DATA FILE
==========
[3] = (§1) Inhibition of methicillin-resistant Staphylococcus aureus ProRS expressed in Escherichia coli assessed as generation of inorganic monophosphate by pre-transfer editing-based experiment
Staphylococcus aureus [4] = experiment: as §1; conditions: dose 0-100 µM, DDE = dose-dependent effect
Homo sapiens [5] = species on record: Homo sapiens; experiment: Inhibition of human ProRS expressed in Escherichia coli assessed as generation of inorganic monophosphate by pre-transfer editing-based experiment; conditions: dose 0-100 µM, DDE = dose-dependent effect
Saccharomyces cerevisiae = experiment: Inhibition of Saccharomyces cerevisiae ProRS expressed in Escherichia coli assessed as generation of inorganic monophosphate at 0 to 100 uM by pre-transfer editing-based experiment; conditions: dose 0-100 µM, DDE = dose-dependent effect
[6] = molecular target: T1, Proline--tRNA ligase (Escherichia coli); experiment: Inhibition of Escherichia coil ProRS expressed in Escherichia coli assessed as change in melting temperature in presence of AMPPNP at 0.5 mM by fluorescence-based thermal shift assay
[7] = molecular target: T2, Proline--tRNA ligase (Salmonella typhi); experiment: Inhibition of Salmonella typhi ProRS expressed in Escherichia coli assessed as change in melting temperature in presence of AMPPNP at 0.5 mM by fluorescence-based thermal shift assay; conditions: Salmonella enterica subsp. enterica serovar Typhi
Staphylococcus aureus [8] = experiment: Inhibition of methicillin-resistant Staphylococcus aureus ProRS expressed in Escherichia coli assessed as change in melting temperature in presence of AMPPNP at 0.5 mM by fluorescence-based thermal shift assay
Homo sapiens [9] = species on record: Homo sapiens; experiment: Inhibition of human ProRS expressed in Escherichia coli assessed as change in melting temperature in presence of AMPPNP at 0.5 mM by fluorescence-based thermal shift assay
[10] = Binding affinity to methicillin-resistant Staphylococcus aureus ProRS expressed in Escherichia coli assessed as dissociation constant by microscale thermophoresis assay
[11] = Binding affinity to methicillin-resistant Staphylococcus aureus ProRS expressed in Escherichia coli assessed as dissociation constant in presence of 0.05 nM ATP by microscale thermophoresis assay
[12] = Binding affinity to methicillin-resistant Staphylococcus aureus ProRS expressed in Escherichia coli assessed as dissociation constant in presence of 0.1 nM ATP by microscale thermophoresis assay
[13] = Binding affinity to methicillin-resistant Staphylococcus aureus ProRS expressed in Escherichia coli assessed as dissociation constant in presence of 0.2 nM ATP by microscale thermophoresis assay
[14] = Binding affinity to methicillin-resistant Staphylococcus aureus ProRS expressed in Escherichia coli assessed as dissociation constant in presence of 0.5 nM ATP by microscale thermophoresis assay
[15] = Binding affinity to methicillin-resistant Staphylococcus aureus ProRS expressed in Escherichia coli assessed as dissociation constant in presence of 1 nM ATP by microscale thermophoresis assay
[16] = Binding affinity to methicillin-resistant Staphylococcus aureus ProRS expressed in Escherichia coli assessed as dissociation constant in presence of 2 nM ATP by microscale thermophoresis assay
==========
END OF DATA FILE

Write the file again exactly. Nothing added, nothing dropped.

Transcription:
[3] = (§1) Inhibition of methicillin-resistant Staphylococcus aureus ProRS expressed in Escherichia coli assessed as generation of inorganic monophosphate by pre-transfer editing-based experiment
Staphylococcus aureus [4] = experiment: as §1; conditions: dose 0-100 µM, DDE = dose-dependent effect
Homo sapiens [5] = species on record: Homo sapiens; experiment: Inhibition of human ProRS expressed in Escherichia coli assessed as generation of inorganic monophosphate by pre-transfer editing-based experiment; conditions: dose 0-100 µM, DDE = dose-dependent effect
Saccharomyces cerevisiae = experiment: Inhibition of Saccharomyces cerevisiae ProRS expressed in Escherichia coli assessed as generation of inorganic monophosphate at 0 to 100 uM by pre-transfer editing-based experiment; conditions: dose 0-100 µM, DDE = dose-dependent effect
[6] = molecular target: T1, Proline--tRNA ligase (Escherichia coli); experiment: Inhibition of Escherichia coil ProRS expressed in Escherichia coli assessed as change in melting temperature in presence of AMPPNP at 0.5 mM by fluorescence-based thermal shift assay
[7] = molecular target: T2, Proline--tRNA ligase (Salmonella typhi); experiment: Inhibition of Salmonella typhi ProRS expressed in Escherichia coli assessed as change in melting temperature in presence of AMPPNP at 0.5 mM by fluorescence-based thermal shift assay; conditions: Salmonella enterica subsp. enterica serovar Typhi
Staphylococcus aureus [8] = experiment: Inhibition of methicillin-resistant Staphylococcus aureus ProRS expressed in Escherichia coli assessed as change in melting temperature in presence of AMPPNP at 0.5 mM by fluorescence-based thermal shift assay
Homo sapiens [9] = species on record: Homo sapiens; experiment: Inhibition of human ProRS expressed in Escherichia coli assessed as change in melting temperature in presence of AMPPNP at 0.5 mM by fluorescence-based thermal shift assay
[10] = Binding affinity to methicillin-resistant Staphylococcus aureus ProRS expressed in Escherichia coli assessed as dissociation constant by microscale thermophoresis assay
[11] = Binding affinity to methicillin-resistant Staphylococcus aureus ProRS expressed in Escherichia coli assessed as dissociation constant in presence of 0.05 nM ATP by microscale thermophoresis assay
[12] = Binding affinity to methicillin-resistant Staphylococcus aureus ProRS expressed in Escherichia coli assessed as dissociation constant in presence of 0.1 nM ATP by microscale thermophoresis assay
[13] = Binding affinity to methicillin-resistant Staphylococcus aureus ProRS expressed in Escherichia coli assessed as dissociation constant in presence of 0.2 nM ATP by microscale thermophoresis assay
[14] = Binding affinity to methicillin-resistant Staphylococcus aureus ProRS expressed in Escherichia coli assessed as dissociation constant in presence of 0.5 nM ATP by microscale thermophoresis assay
[15] = Binding affinity to methicillin-resistant Staphylococcus aureus ProRS expressed in Escherichia coli assessed as dissociation constant in presence of 1 nM ATP by microscale thermophoresis assay
[16] = Binding affinity to methicillin-resistant Staphylococcus aureus ProRS expressed in Escherichia coli assessed as dissociation constant in presence of 2 nM ATP by microscale thermophoresis assay